Quite accidentally, this group of coworkers has formed a nice control group for the study of Mustachianism. They have a wide variety of incomes, but all live in the same area, so the base cost of living and the tax rates are held constant. But one participant in the study tweaked only one variable while leaving the rest unchanged: the spending rate.
Somehow, Mr. Money Mustache maintained an outwardly-normal appearance among this peer group, showing up at work in acceptable clothing, achieving similar job performance, earning an average amount, and participating in all the usual social activities, yet adjusted his spending downwards enough to make a drastic difference in his financial outcome. How could it be?
The answer is as simple as the following table. Observe the monthly spending of a Typical Fancy Professional Worker versus a Future Early Retiree. To be fair, let’s adjust the spending estimates to assume we are comparing two double-income families with two school-aged kids.
|MiddleClass: $400k house, Kickass: $300k
|MiddleClass: 2 new cars and bikes every 5 years. Kickass: 1 used car every 10 years
|Gas, Insurance, Stealership fees, Maintenance, registration, on the auto fleet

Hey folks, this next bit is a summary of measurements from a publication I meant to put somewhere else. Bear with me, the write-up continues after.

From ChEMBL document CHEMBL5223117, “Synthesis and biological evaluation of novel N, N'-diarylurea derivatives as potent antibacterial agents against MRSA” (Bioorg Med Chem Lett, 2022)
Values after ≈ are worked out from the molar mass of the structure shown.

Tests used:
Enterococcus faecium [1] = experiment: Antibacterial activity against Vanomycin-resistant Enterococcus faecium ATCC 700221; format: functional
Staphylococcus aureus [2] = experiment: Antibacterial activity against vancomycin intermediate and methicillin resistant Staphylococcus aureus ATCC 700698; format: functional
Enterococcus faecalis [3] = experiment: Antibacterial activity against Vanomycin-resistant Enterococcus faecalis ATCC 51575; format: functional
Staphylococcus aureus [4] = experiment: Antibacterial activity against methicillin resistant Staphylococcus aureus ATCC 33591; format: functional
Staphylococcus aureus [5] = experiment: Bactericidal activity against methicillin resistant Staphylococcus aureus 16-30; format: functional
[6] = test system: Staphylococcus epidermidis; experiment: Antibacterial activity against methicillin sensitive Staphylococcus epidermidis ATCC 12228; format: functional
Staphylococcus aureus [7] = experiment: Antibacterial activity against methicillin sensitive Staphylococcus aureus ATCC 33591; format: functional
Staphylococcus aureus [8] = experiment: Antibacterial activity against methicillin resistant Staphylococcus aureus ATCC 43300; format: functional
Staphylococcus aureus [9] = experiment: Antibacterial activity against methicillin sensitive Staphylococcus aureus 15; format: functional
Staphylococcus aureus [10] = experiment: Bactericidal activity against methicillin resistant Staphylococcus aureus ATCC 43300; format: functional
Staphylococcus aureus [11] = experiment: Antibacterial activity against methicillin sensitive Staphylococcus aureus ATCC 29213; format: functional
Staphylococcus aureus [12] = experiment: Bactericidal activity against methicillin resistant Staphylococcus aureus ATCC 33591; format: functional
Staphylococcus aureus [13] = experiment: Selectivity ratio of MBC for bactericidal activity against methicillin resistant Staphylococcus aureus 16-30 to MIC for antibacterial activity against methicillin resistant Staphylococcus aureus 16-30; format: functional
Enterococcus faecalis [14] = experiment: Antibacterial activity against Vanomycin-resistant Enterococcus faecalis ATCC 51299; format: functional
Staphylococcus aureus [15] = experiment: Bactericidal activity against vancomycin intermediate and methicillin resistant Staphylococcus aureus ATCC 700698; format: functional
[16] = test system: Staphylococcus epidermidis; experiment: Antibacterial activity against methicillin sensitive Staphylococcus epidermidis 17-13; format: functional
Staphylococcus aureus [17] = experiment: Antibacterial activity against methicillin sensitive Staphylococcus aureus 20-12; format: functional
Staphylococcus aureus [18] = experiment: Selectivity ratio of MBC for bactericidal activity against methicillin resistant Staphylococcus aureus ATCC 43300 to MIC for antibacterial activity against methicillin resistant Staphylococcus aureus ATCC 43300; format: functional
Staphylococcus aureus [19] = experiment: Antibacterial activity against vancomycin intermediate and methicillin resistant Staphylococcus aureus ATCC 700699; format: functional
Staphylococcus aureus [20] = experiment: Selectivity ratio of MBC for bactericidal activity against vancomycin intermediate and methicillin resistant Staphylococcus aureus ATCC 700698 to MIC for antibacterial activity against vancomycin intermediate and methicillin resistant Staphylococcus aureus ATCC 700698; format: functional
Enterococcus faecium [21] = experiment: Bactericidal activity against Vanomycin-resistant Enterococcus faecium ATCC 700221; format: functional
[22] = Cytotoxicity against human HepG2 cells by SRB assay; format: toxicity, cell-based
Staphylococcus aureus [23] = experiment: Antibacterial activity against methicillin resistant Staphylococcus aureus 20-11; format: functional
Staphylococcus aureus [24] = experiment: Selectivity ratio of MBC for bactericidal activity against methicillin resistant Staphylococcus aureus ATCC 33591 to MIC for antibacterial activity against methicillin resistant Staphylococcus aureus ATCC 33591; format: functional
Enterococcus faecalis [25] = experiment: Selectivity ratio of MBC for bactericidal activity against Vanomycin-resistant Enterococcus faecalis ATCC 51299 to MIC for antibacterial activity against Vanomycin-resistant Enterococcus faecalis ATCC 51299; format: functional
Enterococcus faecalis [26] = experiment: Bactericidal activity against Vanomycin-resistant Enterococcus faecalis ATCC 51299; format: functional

|Kickass lives close to work and bikes
|Home Maintenance, Renovations (appliances, roof replacements, pest exterminators, house insurance, painting, carpets, floors, plumbers, tree trimming, etc, etc). Plus water and trash service.
|Insourcing instead of Outsourcing
|Miscellaneous "shopping" (stuff you buy at the mall, coffee shops, trinkets on vacation, $4.00 gourmet juices at the airport, voluntary ownership of multiple large animals, plus anything else not covered in this table!)
|Killing your $1000 Grocery Bill
|Beer and Wine
|Bota Boxes, drinking only a reasonable amount, and even home brewing
|Restaurants and takeout/deliveries
|Cooking great food at home.
|Kickass goes out every Friday, otherwise uses the Secret Food 'Stash
|Barbells at Home, Rocky Balboa-style urban workouts
|Don't be a giant wuss! Put Muscle over Motor.
|Ivy League Child Activities
Ivy-league preschool syndrome.
|Toys and junk for kids (and other people's kids)
|More creative and less consumerist gift giving
|Clothes and Shoes
|If you can't live on $600/year of clothes, I have a fist you need to meet
|Outdoor and Sports Gear
|Craigslist, plus realizing you do not need the same bike as Lance Armstrong
|Haircuts, nails and waxing
|A $1.00 pair of nail clippers and a $40
Universal Men's Grooming Device (aka hair trimmer).